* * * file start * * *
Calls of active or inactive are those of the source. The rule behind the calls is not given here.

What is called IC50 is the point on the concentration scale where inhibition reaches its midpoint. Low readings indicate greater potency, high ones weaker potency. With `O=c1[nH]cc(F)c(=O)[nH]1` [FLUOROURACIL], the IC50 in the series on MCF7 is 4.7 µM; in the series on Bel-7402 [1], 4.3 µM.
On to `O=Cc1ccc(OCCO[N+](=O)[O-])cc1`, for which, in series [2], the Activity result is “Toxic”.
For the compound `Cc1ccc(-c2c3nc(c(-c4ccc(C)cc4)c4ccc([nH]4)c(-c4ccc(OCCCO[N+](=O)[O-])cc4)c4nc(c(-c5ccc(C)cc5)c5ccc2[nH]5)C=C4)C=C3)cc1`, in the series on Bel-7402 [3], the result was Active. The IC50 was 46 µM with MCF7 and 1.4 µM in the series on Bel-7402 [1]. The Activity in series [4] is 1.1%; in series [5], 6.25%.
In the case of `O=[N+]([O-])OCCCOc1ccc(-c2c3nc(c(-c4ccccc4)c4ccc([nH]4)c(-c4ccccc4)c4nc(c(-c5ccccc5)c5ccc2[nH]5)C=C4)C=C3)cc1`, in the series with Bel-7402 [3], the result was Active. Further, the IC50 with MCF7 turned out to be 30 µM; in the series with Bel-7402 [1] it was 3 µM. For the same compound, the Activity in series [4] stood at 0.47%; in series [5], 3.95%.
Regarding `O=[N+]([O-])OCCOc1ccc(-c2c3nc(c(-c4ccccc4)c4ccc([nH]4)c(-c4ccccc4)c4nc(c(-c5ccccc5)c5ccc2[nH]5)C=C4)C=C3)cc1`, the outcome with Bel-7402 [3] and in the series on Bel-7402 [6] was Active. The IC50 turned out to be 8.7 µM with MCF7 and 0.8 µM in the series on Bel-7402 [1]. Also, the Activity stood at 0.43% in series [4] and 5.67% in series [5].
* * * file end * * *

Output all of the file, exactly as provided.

Calls of active or inactive are those of the source. The rule behind the calls is not given here.

What is called IC50 is the point on the concentration scale where inhibition reaches its midpoint. Low readings indicate greater potency, high ones weaker potency. With `O=c1[nH]cc(F)c(=O)[nH]1` [FLUOROURACIL], the IC50 in the series on MCF7 is 4.7 µM; in the series on Bel-7402 [1], 4.3 µM.
On to `O=Cc1ccc(OCCO[N+](=O)[O-])cc1`, for which, in series [2], the Activity result is “Toxic”.
For the compound `Cc1ccc(-c2c3nc(c(-c4ccc(C)cc4)c4ccc([nH]4)c(-c4ccc(OCCCO[N+](=O)[O-])cc4)c4nc(c(-c5ccc(C)cc5)c5ccc2[nH]5)C=C4)C=C3)cc1`, in the series on Bel-7402 [3], the result was Active. The IC50 was 46 µM with MCF7 and 1.4 µM in the series on Bel-7402 [1]. The Activity in series [4] is 1.1%; in series [5], 6.25%.
In the case of `O=[N+]([O-])OCCCOc1ccc(-c2c3nc(c(-c4ccccc4)c4ccc([nH]4)c(-c4ccccc4)c4nc(c(-c5ccccc5)c5ccc2[nH]5)C=C4)C=C3)cc1`, in the series with Bel-7402 [3], the result was Active. Further, the IC50 with MCF7 turned out to be 30 µM; in the series with Bel-7402 [1] it was 3 µM. For the same compound, the Activity in series [4] stood at 0.47%; in series [5], 3.95%.
Regarding `O=[N+]([O-])OCCOc1ccc(-c2c3nc(c(-c4ccccc4)c4ccc([nH]4)c(-c4ccccc4)c4nc(c(-c5ccccc5)c5ccc2[nH]5)C=C4)C=C3)cc1`, the outcome with Bel-7402 [3] and in the series on Bel-7402 [6] was Active. The IC50 turned out to be 8.7 µM with MCF7 and 0.8 µM in the series on Bel-7402 [1]. Also, the Activity stood at 0.43% in series [4] and 5.67% in series [5].